Question: Some people claim to have directly experienced the Blessed Trinity. And while all Three Persons are experienced, it usually is the Holy Spirit who is out front. What does the Church say about such experiences? Also, is this what the Protestants mean by being “born again?”
— Bob Tisovich via email
Answer: Since you do not cite a source, it is difficult to decipher some of what is stated in your question. However, to “directly” experience the Trinity, if that word is understood to mean the beatific vision, is not possible here on earth.
If the experience of God being described is that of deeper or contemplative prayer, then such an experience is not only possible but should be expected to some degree as our spiritual life matures.
Spiritual theologians generally distinguish two types or levels of prayer: discursive prayer and contemplative prayer. Discursive prayer implies a conversation with God using words and images.
As prayer deepens, words become fewer, less necessary and one begins to experience God in a richer and deeper way, beyond words or images. Such prayer is called contemplative prayer and admits of deepening stages as the spiritual life matures.
In this context, it is possible to say the person experiences the Trinity. And while one Person of the Trinity may be more experienced than another, since the prayer is without images, it is more often a simple, deep and loving experience as God: Father, Son and Holy Spirit.
The Protestant “born again” notion usually speaks to a powerful emotional experience wherein one acknowledges his or her sin and need for a savior, and repents, calling on Jesus to be his or her savior. When Jesus spoke of being “born again,” he clearly says it means being born of water and spirit (see Jn 3:5). In this same scriptural sense, St. Peter teaches “baptism now saves you” (1 Pt 3:21).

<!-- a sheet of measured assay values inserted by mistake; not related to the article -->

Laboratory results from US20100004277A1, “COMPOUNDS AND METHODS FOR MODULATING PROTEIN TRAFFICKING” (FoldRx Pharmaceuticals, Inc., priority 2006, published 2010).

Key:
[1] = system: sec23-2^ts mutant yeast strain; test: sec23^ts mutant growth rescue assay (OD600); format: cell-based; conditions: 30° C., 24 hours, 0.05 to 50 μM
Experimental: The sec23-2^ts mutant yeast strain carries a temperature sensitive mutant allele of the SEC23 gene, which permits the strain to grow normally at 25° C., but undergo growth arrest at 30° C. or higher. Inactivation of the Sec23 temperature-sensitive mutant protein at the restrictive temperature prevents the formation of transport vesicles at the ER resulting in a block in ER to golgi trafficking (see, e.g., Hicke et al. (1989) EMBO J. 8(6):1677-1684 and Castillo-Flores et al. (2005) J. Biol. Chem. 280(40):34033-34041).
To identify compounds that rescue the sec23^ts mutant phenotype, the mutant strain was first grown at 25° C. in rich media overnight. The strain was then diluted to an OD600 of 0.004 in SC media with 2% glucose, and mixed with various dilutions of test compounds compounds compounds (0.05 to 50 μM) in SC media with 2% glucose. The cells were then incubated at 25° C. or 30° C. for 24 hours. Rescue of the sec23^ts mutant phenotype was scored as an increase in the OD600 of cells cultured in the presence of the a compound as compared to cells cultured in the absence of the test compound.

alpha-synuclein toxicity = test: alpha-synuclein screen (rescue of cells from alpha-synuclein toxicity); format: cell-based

But being “born again,” for many Protestants, seems to take place apart from baptism and results from this experience. Whatever “water baptism” takes place later is a mere ceremony for most of them.
Though contemplative prayer speaks to a deep experience of God, it is not an event. It is a deepening experience of God that is ongoing.
Question: Does the Catholic Church require music and hymns at funeral Masses?
— Name withheld via email
Answer: No. A funeral Mass, like any Mass, can be entirely recited with no music at all. However, individual parishes may rightly desire that funeral Masses not be merely recited. This is because many visitors (Catholic and non-Catholic) attend funeral Masses. Therefore, the parish may legitimately wish to use options in the Mass (such as the use of music) that best exemplify Catholic liturgical norms and something close to the best of what a parish can offer. Funerals are public liturgies of the Church and, as such, cannot simply attend to the desires and preferences of the immediate family.
Msgr. Charles Pope is the pastor of Holy Comforter-St. Cyprian in Washington, D.C., and writes for the Archdiocese of Washington, D.C., blog at blog.adw.org.